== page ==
While much sensory research has been conducted in 'Euro-American' contexts, among non-industrial societies, or through historical studies, sensorial investigations of non-Western communities have been empirically limited. Everyday Life in Asia: Social Perspectives on the Senses (Ashgate 2010) is an endeavour taken up in this direction to examine the manifold associations and uses of the senses in different Asian countries and through a variety of transnational settings where sensory paradigms interact. Through explorations of the senses in Thailand, Indonesia, Japan, Vietnam, Singapore, China, and Israel, Everyday Life in Asia offers a range of detailed case studies that demonstrate how sensory experiences of space and place provide a lens to flesh out different meanings embedded in everyday life. In general, the functions of sensory experiences are connected with processes of modernisation while analyses offer evidence of how sensescapes are expanding transnationally. Indeed, while modernisation may lead to the displacement of the senses, it may also have the effect of heightening their relevance to understanding everyday life. In this milieu of mass transnational movements of peoples, goods, resources, cultures, lifestyles, social actors are exposed to shifting contexts and fluid connotations of space and place communicated through sensory experiences of culture. These experiences are likely to undergo transformation and researchers must of course heed the variations of sensorial perceptions under such changing conditions. In this respect, how do the senses span borders and how are they being utilised by actors beyond the 'local' context?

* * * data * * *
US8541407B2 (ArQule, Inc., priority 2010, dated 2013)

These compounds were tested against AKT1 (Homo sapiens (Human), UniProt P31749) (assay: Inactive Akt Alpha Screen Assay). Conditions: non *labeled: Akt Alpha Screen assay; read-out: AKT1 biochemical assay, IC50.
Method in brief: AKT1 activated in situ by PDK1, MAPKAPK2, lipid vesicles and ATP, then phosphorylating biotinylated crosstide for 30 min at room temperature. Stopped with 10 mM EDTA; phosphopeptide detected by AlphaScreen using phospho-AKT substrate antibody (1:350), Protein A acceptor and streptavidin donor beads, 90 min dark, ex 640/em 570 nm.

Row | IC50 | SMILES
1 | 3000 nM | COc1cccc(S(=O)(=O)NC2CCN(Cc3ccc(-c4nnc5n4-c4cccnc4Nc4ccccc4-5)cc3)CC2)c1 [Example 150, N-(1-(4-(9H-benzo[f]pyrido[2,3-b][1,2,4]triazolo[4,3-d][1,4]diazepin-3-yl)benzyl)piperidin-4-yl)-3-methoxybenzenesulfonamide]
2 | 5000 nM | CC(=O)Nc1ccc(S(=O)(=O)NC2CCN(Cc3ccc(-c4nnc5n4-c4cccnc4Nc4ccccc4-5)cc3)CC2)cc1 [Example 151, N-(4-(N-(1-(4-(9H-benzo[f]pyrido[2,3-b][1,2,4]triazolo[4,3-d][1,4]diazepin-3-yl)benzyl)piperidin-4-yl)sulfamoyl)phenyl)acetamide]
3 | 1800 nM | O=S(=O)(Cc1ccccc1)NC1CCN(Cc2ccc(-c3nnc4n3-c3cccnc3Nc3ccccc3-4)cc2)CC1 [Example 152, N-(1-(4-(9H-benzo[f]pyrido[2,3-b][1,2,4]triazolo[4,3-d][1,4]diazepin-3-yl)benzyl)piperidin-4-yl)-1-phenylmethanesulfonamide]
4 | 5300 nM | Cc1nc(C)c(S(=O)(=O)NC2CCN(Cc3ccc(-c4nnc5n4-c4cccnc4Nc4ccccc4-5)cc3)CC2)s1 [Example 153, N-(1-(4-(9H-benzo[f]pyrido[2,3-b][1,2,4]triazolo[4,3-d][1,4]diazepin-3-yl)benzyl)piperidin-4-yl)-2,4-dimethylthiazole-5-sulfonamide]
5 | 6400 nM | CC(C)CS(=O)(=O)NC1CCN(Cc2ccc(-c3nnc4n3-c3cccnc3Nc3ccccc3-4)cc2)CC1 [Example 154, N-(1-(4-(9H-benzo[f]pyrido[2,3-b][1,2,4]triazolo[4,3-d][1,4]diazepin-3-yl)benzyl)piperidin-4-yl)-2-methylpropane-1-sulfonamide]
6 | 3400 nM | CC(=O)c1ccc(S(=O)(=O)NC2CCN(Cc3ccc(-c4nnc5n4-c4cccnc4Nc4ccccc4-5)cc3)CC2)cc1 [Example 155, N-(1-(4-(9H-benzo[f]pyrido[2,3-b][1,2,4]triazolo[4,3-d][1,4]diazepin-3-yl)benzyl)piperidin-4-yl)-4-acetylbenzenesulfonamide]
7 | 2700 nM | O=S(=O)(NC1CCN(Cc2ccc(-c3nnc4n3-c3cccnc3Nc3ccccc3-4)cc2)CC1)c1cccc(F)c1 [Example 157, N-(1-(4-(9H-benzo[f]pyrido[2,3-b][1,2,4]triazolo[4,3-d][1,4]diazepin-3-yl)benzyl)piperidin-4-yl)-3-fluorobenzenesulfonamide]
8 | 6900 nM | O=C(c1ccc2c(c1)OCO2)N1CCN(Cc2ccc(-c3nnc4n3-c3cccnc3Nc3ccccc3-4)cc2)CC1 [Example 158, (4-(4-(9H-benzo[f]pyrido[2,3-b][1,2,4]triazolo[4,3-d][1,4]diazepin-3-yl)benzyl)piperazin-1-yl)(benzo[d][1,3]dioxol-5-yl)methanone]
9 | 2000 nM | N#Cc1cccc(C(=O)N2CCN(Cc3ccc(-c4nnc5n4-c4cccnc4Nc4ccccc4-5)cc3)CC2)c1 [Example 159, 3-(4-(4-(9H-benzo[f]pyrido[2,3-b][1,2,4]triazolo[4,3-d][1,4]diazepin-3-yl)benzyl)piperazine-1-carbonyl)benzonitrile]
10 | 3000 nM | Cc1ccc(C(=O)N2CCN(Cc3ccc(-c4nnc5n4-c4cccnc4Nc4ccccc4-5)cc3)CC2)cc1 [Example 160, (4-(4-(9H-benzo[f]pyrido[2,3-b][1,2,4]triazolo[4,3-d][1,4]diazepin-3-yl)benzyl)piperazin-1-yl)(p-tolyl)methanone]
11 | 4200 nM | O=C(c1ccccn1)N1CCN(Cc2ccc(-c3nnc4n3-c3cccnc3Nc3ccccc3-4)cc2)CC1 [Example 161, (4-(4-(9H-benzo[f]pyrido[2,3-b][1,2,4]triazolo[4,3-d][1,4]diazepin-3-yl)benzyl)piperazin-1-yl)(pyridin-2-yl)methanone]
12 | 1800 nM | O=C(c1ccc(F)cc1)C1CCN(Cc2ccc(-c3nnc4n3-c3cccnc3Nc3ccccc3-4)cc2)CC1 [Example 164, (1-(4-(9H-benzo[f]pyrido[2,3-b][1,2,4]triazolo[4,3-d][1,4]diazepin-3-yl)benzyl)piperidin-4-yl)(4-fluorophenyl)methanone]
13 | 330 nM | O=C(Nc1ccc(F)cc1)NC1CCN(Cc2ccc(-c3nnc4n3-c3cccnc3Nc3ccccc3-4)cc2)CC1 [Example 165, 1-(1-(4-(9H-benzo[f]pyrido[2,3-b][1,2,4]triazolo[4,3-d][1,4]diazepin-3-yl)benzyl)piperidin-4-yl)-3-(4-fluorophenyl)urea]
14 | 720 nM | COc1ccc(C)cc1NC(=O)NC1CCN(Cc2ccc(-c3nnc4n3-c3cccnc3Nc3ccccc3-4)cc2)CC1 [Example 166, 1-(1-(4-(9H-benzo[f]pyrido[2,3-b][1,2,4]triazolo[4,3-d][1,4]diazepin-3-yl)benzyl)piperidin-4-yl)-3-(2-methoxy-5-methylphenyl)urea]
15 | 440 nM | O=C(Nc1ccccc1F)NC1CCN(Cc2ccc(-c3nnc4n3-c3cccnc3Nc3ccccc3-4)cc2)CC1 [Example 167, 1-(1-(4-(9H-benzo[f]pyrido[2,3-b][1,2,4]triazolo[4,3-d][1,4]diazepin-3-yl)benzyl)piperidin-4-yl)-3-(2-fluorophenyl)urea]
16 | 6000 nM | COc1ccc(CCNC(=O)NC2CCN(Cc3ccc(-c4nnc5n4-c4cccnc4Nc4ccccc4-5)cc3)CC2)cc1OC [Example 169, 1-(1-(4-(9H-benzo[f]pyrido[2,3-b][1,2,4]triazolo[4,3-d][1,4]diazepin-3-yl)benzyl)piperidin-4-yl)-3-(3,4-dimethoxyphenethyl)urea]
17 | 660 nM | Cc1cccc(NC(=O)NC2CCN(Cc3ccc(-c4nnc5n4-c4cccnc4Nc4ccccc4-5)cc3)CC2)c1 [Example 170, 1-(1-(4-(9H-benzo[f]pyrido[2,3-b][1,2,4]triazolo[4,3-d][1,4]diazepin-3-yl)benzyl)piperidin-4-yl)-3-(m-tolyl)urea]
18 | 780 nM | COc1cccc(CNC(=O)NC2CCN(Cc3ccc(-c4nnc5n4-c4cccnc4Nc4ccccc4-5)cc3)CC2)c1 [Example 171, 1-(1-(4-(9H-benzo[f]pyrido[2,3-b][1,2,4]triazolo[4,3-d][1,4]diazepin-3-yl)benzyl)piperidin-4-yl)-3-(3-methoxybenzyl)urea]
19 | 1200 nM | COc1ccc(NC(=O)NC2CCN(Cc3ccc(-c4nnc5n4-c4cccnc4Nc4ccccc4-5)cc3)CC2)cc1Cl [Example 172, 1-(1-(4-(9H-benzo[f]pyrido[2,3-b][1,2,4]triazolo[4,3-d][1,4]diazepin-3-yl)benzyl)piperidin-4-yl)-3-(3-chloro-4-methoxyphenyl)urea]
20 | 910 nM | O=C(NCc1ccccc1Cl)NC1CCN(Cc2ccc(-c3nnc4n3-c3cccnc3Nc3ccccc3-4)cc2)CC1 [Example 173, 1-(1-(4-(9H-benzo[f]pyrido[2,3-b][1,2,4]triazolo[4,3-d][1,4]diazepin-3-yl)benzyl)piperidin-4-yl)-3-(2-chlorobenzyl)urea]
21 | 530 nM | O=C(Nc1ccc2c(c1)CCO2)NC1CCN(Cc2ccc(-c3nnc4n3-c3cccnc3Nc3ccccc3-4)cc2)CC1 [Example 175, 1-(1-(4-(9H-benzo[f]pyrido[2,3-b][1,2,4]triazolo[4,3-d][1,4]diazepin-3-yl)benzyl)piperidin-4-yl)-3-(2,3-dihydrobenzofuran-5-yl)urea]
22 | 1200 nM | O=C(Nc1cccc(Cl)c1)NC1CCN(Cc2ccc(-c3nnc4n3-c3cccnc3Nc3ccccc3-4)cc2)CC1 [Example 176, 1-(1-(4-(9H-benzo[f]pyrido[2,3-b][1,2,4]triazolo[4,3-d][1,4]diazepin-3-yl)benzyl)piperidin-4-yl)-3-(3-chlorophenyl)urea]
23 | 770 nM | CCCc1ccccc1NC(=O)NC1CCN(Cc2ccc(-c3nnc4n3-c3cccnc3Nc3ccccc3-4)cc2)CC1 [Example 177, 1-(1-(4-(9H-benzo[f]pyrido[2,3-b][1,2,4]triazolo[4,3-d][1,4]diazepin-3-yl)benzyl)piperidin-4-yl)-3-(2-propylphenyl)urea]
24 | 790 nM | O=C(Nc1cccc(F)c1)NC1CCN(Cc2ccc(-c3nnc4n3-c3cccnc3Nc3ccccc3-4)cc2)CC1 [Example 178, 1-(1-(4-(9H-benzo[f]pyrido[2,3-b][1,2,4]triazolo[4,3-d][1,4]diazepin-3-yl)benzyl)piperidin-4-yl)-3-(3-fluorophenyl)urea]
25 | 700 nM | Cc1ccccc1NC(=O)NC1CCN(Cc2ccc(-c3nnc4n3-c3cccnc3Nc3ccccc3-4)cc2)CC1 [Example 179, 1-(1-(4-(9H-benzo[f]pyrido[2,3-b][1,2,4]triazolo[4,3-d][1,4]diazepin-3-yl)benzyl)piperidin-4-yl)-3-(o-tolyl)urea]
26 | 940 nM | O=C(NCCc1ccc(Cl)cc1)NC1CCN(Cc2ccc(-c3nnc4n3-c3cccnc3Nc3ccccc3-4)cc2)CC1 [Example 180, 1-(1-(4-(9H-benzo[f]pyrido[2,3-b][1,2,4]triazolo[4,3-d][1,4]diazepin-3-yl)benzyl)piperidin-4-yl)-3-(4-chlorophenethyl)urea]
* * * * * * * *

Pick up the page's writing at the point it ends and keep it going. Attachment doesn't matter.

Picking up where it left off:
The notion of transnational sensescapes is suggested here, where it is argued that the disassociation of identities from particular spaces and places does not necessarily diminish a sense of selfhood. Sensory memory, acquired and learnt within a specific socio-cultural context (viz. 'home'), may continue to guide one in assessing the larger environment even when one is not at 'home'. Such memories are resources which continue to support social actors' sense of self, despite shifts in location or positionality. The sensitivities to sensory experiences demonstrated by social actors therefore transcend the boundaries of space and place where they serve as conduits for perceptions of selfhood and the formation of revised biographical narratives. It is thus clear that in a globalising world, 'sensorial transnationalism' is probably inevitable. To realise this, a starting point might be to consider the notion of sensorial interface – the site of two or more dissimilar sociocultural contexts of sensory knowledge and use – that is linked to transnational sensescapes. This sensory meeting point not only serves as an interface of dissimilar corpora of sensory knowledge, but also provides a 'space' as it were in bringing about the accommodation, re-calibration and application of one's sensory knowledge in a cross-cultural context. Through analyses of transnational sensescapes, significant findings about the porosity or impermeability of the boundaries of nation-states as well as about the sensory politics that are at stake may be provided.